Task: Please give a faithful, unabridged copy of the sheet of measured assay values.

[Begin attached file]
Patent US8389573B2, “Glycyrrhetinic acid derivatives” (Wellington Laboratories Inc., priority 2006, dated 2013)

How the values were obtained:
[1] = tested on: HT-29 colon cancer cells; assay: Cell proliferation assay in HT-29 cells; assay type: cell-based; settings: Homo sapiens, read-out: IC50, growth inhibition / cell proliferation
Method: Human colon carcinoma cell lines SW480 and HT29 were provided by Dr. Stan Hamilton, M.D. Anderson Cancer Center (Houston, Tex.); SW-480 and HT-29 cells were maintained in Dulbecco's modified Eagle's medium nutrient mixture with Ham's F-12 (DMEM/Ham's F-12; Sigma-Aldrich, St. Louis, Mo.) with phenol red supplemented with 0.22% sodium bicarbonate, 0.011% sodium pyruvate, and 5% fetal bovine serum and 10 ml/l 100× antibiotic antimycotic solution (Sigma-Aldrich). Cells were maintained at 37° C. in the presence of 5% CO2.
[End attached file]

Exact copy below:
Patent US8389573B2, “Glycyrrhetinic acid derivatives” (Wellington Laboratories Inc., priority 2006, dated 2013)

How the values were obtained:
[1] = tested on: HT-29 colon cancer cells; assay: Cell proliferation assay in HT-29 cells; assay type: cell-based; settings: Homo sapiens, read-out: IC50, growth inhibition / cell proliferation
Method: Human colon carcinoma cell lines SW480 and HT29 were provided by Dr. Stan Hamilton, M.D. Anderson Cancer Center (Houston, Tex.); SW-480 and HT-29 cells were maintained in Dulbecco's modified Eagle's medium nutrient mixture with Ham's F-12 (DMEM/Ham's F-12; Sigma-Aldrich, St. Louis, Mo.) with phenol red supplemented with 0.22% sodium bicarbonate, 0.011% sodium pyruvate, and 5% fetal bovine serum and 10 ml/l 100× antibiotic antimycotic solution (Sigma-Aldrich). Cells were maintained at 37° C. in the presence of 5% CO2.